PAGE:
Life, it has been said, is a compilation of stories. Although the euphoria is starting to wear off, my voice has finally returned and we have since eked out a win against Notre Dame, the stories from last Saturday’s victory over Duke remain. Here are some of my favorites:

Seth Meehan (COL ’99) saw friends during the post-game celebration outside MCI Center that he hadn’t seen since he graduated: “My wife, Clair (SFS ’99) and I sat in Section 429, in Row P. It does get higher than that at MCI – by a row. The good thing about the seats: a great view to watch the motion offense, the back door cuts, the wide open dunks. But the great thing: being surrounded by Dukies – silenced, scared Dukies. We were outnumbered, but they were in enemy – and, down 18-8 early on – unfamiliar territory.

“Each `Let’s Go Duke’ chant that was shouted when the Blue Devils started to come back in the second half was answered by a successful Hoya offensive set and then drowned out by `Hoya Saxa’ chants by the fans that book-ended their sections. When the game finally ended and the few, the happy few in Section 429, Row P embraced and watched the court fill with Hoya fans, the Dukies around us left in silence. And I swear I saw the fan who sat in front of me sulk towards the stairs and take off his Duke sweatshirt.”

To know Greg Guglielmo (COL ’06) is to know what it means to have a flair for the dramatic. The Duke game was right up his alley: “The first time Georgetown basketball broke my heart was Jan. 25, 2003. Like many other still fresh-faced freshmen, I made the trip to watch Mike Sweetney’s Hoyas play the No. 2-ranked Pittsburgh Panthers. After we tied the game, Pitt forward Julius Page was fouled with 0.4 seconds left. His free throw sent Georgetown fans and players home losers. Since then, every time I’ve watched the Hoyas, I’ve wondered what sort of new, agonizing way we would find to lose. Maybe Gerry McNamara would hit a three at the buzzer, maybe Brandon Bowman’s toe would be on the line. Three years of heartbreak had taught me not to dream.

“Instead, Georgetown delivered its fans the only victory that could possibly erase all of the losses. After three long years, Brandon, Ashanti [Cook] and Darrel [Owens] finally got theirs. And thanks to them, we, the class of 2006, finally got ours.”

You could say that Megan McGrath (COL ’06) picked a good time to attend her first Georgetown basketball game ever: “I attended the game with two friends from my freshman year floor who had never been to a Georgetown game either. Consistently hearing about Georgetown basketball’s powerhouse years in the ’80s made me yearn to experience that atmosphere for myself.

“The entire day was surreal: the 60-degree weather with sunny skies in the middle of January, the MCI Center filled with thousands of rowdy Hoyas. It’s one of those once-in-a-lifetime experiences because, really, who would have predicted Duke would really puke?”

As a graduate of the MSB in 1978 (back then, it was called the Georgetown School of Business) and the Law School in 1984, Paul Kaplun has experience watching Georgetown basketball battle to gain national attention – and triumphantly achieve it: “I watched the game from my firm’s luxury box with a number of co-workers. Being there brought back so many great memories: from when I was a freshman in 1975 when we beat West Virginia to earn a berth to the NCAA Tournament, to when we defeated Syracuse in the 1984 Big East championship in triple-OT.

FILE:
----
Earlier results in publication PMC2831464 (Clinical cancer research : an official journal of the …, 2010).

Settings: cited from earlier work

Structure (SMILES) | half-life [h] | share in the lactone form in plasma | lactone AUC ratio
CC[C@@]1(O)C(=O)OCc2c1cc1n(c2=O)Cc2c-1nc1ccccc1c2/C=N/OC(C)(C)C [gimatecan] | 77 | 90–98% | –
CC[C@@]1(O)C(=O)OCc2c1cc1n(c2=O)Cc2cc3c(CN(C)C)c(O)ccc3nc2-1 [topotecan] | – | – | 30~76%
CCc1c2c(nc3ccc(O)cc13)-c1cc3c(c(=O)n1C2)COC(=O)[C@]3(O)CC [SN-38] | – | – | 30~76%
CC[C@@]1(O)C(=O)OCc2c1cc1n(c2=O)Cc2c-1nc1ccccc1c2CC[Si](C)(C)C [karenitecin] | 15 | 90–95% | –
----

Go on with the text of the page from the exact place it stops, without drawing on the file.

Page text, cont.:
“My daughter Katie, who is a sophomore, got to the MCI Center at 9 a.m. on Saturday to wait in line. I can’t emphasize enough how, for her and the rest of the Georgetown students, this will be a defining experience of their time at Georgetown. They will remember what happened that day forever.”

When Sarah Vander Woude (COL ’06) arrived at Rhino’s 15 minutes before tip-off, the bar was nearly empty: “Actually, it was pretty quiet until the start of the second half, but at that point, tons of students and fans started pouring in. The game became too exciting to sit down, so I stood on my chair. When the buzzer sounded, my mom called because she was so thrilled – and my mom doesn’t normally watch basketball.

“We all ran out into the street dancing and yelling, going up to random people and telling them Georgetown had won. I went home and probably read the AP article 10 times. I guess I am disappointed that I wasn’t at the MCI Center, but Rhino’s had so many Georgetown fans that I felt like I was right in the middle of the action.”

Greg Mullaney (MSB ’05) might be a good person to ask about how John Thompson III felt experiencing such an important day with his dad nearby: “It was a guys’ weekend with my brother and father (Class of 1971) in town. We had planned on going to the game for quite some time, back during the preseason when Georgetown was expected to have a great season; we had seen only glimmers of hope so far.

“At the half, my dad, brother and I all knew that Duke would come out fighting. But Georgetown started the second half as they did the first and sent Duke a message. In the end, Duke’s last fight wasn’t enough. I get chills just thinking about being a student again, being able to rush the court like the Hoya fans did.”

What’s your story?

Tim Foley is a senior in the College. He can be reached at SLIDING HEADFIRST appears every other Friday in HOYA SPORTS.

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